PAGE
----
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Anti-Community Detection


As a first step, please make sure that all required dependencies are installed.
The following commands can be used to install missing packages on Ubuntu or
Debian operating systems:

$ sudo apt-get install build-essential
$ sudo apt-get install libgsl-dev

Afterwards, just extract the source code to a directory of your choice and run:

$ make

If everything goes well, the program terminates with exitcode 0. If not, the
error message should hopefully contain a hint what is going wrong. All
compiled programs will be located within the src/ and third-party/ directory.


After the compilation finished, it makes sense to run the included self-tests
to check that everything works fine. The tests are all located in the src/
folder, so we first have to switch to the right directory:

$ cd src

To run the self-tests of the library itself, execute:

$ make test

To run tests for the Python bindings, execute:

$ ./

Graph File Format

Most programs contained in this package require graph data with the following
input format:

--- snip ---
StartNode EndNode [Weight]  \
StartNode EndNode [Weight]   } Edges
StartNode EndNode [Weight]  /
--- snip ---

The first line defines the number of nodes, all following lines describe the
edges (first node index, second node index, optional weight). Lines starting
with "#" are comments and have to be ignored. An example for a trivial graph
can be seen in src/data/example-trivial.graph.


The current version of the package contains the following programs. Each
program also has a separate help, which can be shown by running
"PROGRAM --help", e.g., "src/laprop --help".

$ src/gml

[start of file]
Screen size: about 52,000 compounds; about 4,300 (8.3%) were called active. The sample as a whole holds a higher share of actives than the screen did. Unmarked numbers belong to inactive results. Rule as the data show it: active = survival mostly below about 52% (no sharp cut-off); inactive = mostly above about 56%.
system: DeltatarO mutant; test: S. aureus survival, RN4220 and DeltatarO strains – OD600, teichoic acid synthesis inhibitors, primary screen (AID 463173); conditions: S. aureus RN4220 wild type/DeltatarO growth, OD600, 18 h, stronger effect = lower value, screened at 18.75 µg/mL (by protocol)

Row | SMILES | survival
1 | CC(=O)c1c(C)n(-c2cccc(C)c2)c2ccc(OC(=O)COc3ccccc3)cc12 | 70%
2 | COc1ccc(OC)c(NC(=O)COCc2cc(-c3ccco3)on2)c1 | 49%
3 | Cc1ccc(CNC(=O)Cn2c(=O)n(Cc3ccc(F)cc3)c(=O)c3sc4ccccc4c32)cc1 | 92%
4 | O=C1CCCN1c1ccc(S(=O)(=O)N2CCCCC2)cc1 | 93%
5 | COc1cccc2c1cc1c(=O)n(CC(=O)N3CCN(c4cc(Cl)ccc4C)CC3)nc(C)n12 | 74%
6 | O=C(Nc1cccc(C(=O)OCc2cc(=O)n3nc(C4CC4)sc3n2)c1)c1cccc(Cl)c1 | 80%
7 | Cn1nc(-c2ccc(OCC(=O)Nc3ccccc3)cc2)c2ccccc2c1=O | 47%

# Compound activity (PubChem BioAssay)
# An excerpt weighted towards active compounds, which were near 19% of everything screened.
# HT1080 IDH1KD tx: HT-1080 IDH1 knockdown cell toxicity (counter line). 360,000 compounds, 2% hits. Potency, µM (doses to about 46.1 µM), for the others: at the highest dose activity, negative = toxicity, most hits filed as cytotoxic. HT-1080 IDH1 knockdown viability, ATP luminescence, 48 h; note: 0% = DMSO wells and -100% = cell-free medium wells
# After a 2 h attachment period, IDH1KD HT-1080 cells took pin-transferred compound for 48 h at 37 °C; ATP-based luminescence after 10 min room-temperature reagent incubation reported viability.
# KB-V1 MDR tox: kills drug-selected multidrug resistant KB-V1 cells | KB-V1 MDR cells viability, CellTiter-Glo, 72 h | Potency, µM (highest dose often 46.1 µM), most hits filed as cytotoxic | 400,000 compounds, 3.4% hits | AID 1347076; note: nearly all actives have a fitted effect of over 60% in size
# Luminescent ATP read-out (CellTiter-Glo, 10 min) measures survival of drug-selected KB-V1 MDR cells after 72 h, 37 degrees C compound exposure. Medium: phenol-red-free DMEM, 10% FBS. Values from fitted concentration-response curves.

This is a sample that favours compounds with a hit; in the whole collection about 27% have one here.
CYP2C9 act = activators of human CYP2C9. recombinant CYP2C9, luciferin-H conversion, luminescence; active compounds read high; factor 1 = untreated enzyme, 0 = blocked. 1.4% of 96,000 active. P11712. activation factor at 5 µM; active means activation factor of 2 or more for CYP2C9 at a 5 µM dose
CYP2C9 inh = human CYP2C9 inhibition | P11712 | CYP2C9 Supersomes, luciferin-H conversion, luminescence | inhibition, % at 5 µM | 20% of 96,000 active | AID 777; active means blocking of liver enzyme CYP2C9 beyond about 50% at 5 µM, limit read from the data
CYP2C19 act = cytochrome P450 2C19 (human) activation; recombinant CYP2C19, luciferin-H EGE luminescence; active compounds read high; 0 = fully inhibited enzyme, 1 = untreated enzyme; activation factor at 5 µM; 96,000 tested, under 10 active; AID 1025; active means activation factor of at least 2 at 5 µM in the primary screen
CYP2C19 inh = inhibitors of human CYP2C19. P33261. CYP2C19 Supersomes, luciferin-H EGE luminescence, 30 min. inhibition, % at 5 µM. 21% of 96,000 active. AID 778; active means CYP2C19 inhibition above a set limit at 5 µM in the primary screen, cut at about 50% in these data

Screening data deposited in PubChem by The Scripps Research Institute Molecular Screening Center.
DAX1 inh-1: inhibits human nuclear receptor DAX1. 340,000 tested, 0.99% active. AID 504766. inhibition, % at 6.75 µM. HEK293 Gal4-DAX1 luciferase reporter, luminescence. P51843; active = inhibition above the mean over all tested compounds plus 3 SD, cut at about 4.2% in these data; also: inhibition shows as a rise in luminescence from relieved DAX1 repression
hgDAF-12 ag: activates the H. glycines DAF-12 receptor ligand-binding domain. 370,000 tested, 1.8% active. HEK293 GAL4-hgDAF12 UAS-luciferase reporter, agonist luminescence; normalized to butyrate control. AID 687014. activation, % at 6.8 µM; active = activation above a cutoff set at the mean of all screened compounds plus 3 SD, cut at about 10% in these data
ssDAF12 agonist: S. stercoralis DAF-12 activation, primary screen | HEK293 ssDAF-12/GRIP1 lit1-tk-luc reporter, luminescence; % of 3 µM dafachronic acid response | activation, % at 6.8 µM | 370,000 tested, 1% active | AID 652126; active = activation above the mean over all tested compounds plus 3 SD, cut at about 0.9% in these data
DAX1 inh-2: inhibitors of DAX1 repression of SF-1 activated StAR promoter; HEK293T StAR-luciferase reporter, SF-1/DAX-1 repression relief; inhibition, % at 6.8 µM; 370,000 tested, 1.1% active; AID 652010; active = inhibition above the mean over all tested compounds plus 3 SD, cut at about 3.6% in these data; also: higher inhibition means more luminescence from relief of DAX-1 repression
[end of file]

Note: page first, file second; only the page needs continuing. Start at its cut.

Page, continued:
Convert graph to GML file format.

$ src/laprop
	Apply label propagation algorithm to the graph specified by the given file.

$ src/maxmodularity
	Agglomerative hierarchical clustering algorithm for community detection /
	modularity maximization.

$ src/minmodularity
	Agglomerative hierarchical clustering algorithm for anti- community
	detection / modularity minimization.

$ src/antimodularity
	Agglomerative hierarchical clustering algorithm for anti- community
	detection / anti-modularity maximization.

$ src/components
	Return connected components of an undirected graph.

$ src/metrics
	Compute modularity and anti-modularity for the graph specified by the given
	file. When a ground-truth label file is given, also compute cluster quality

$ src/subgraph
	Extract subgraph specified by the given files.


The datasets directory contains a collection of various small graphs. The
graphs already have been converted to the correct format. Each directory
contains a file called "result.graph".

After changing the implementation of an algorithm, it is sufficient to execute:

$ cd datasets
$ make clean
$ make

to run all evaluations again. This might take a few minutes. In each directory,
a "metrics.txt" file will be created, which contains common measures (such as
the number of communities, Modularity, Antimodularity, etc.) and can be used to
compare different algorithms.

Usage Example

Community Detection

As an example, the following commandline applies a Modularity minimization
algorithm to the Adjectives and Nouns dataset.